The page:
Drastic shift in UK public’s attitude towards climate change

Nearly half of British adults are “very concerned” about climate change, according to the latest government data. Extinction Rebellion activist, Suzanne Savage, says that “global events have shown that we are facing an increasingly dire emergency” and that people are starting to wake up.

What the data shows

In 2012 “very concerned” was the least popular position, representing just one in five people, now it’s the most common stance. The change started in 2017 and then jumped up in 2021.

The 35% of people “not concerned” about climate change has dwindled down to a tenth of the population.

In the latest survey people were asked if they think climate change has already had an impact: 60% think it’s already having an impact in the UK, 31% think it will have an effect, 2% don’t think it ever will and 7% don’t know.


The new data, released 17 December 2021, from the Department for Business, Energy & Industrial Strategy is the latest instalment in their Attitudes Tracker: a questionnaire designed to gauge the publics’ feelings on a number of related subjects.

Extreme weather events

Extreme weather events frequently made headlines and dominated news cycles during this period of shifting public opinion. A time in which broken records, unprecedented happenings and historic events, became common occurrences.

“The Black Summer” of horrific bush fires in Australia and the Amazon wild fires were prominently featured on news channels around the world in 2019.

Flooding in the UK during the winter of 2019/2020 caused havoc across the country, and February 2020 was the wettest since records began.

2021, the period which saw the most dramatic shift in people’s concern, was a cavalcade of extreme weather: Hurricane Ida, the Texas winter storm, the July floods in Europe, wildfires raging globally, and the North Western America heat dome – estimated to have killed a billion marine animals.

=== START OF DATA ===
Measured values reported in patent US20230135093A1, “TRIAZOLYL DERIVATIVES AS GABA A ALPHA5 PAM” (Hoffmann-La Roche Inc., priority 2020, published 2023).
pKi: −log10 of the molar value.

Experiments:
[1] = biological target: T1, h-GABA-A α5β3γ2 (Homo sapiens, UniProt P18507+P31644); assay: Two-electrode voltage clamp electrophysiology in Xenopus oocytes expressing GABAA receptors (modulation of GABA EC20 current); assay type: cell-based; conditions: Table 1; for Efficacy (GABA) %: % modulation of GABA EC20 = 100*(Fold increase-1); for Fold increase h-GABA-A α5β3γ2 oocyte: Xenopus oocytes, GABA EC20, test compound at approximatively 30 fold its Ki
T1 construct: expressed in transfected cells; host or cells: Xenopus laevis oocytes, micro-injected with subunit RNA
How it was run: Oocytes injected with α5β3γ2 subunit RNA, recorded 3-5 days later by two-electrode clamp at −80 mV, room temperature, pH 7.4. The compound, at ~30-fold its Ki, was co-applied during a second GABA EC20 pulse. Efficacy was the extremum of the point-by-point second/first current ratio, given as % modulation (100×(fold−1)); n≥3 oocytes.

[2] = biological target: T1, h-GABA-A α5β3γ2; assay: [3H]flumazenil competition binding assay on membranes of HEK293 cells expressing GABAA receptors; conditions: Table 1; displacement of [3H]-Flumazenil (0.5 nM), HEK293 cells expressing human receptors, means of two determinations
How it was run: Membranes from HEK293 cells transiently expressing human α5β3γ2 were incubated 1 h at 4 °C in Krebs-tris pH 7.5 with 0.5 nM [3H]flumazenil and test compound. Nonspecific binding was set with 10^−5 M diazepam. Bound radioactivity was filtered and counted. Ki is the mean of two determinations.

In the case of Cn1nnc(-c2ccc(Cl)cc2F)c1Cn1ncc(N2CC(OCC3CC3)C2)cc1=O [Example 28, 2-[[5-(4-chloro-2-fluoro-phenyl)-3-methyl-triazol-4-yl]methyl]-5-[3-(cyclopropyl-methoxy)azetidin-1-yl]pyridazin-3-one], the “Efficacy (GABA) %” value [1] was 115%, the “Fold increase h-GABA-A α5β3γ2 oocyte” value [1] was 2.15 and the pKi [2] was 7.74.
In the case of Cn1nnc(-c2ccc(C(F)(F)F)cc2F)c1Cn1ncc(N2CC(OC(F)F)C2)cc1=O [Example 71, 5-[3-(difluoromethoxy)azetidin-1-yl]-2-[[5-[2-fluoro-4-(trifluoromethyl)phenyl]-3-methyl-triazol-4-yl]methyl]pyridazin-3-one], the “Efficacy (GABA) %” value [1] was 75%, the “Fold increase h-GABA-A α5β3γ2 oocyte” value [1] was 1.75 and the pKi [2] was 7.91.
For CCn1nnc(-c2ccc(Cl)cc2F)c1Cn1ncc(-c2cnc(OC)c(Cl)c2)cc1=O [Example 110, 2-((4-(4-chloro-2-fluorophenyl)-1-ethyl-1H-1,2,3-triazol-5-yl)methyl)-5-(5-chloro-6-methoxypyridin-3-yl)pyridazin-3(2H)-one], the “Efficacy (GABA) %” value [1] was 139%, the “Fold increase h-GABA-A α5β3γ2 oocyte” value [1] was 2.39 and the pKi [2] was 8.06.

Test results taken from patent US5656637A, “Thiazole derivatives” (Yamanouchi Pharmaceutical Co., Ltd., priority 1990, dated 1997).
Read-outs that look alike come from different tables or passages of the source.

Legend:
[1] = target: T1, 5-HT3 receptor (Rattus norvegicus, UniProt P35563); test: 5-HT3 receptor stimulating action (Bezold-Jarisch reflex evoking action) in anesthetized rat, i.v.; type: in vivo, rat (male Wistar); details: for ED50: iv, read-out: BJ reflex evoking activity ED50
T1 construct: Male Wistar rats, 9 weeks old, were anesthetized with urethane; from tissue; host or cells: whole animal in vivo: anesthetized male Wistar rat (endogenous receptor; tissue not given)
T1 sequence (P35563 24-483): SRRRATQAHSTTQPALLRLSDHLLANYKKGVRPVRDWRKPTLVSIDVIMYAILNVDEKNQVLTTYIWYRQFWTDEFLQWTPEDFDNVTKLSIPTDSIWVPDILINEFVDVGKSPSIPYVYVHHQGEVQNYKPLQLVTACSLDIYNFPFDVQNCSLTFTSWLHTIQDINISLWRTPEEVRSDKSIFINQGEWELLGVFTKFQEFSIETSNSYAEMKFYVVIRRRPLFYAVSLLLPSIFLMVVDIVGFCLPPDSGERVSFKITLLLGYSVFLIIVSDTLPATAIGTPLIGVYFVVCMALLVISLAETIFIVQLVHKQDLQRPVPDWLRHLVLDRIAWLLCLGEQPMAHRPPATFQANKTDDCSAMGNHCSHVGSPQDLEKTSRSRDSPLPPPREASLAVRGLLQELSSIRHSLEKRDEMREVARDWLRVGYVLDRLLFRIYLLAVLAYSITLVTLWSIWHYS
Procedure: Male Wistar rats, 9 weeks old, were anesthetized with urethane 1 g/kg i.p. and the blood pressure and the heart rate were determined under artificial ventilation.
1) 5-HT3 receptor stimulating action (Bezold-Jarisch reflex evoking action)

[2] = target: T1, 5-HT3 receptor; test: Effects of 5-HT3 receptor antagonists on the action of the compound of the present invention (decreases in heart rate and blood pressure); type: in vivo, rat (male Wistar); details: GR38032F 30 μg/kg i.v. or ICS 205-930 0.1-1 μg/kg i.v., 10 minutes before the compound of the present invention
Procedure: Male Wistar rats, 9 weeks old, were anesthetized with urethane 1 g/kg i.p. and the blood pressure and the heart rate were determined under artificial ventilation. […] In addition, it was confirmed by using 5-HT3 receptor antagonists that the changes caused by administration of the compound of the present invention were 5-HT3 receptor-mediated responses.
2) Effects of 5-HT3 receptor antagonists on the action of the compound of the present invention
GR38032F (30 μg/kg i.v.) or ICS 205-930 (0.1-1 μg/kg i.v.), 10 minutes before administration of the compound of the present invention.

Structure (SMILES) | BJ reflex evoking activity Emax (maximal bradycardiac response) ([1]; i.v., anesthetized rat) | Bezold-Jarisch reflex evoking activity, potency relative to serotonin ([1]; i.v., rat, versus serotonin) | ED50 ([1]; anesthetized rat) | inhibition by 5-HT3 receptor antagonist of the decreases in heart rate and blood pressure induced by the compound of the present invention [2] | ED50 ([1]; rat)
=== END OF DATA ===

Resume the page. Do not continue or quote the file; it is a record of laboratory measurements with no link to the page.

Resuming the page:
Extinction Rebellion / Insulate Britain

Extinction Rebellion (XR) made their way into the public consciousness by getting in the way of traffic and blocking bridges across the Thames in 2018.

From then on they frequently made headlines with protests in cities across the country and attention grabbing direct actions, such as: “storming” the public gallery nude during a commons debate and blocking Oxford Circus with a pink boat for five days.

Insulate Britain, an offshoot of XR, made headlines for weeks in 2021 by glueing themselves to roads, blocking traffic.

Savage believes that groups and individuals, such as XR and Greta Thunberg have made people realise that “the powerful are refusing to act now on the climate crisis, and this is reflected in the record levels of climate concern we are now seeing.”

Media coverage

There has been a change in the ways in which the government and the media have talked about climate issues in recent years. New terminology and goals have been discussed, and the amount of coverage has increased. Evidenced by the number of people who “hadn’t heard” about the term “Net Zero” plummeting from 64% to 9% between March 2020 and December 2021.

Nearly half of British adults are “very concerned” about climate change, according to the latest government data. Extinction Rebellion activist, Suzanne Savage, says that “global events have shown that we are facing an increasingly dire emergency” and that people are starting to wake up. What the data shows In 2012 “very concerned” was the least…

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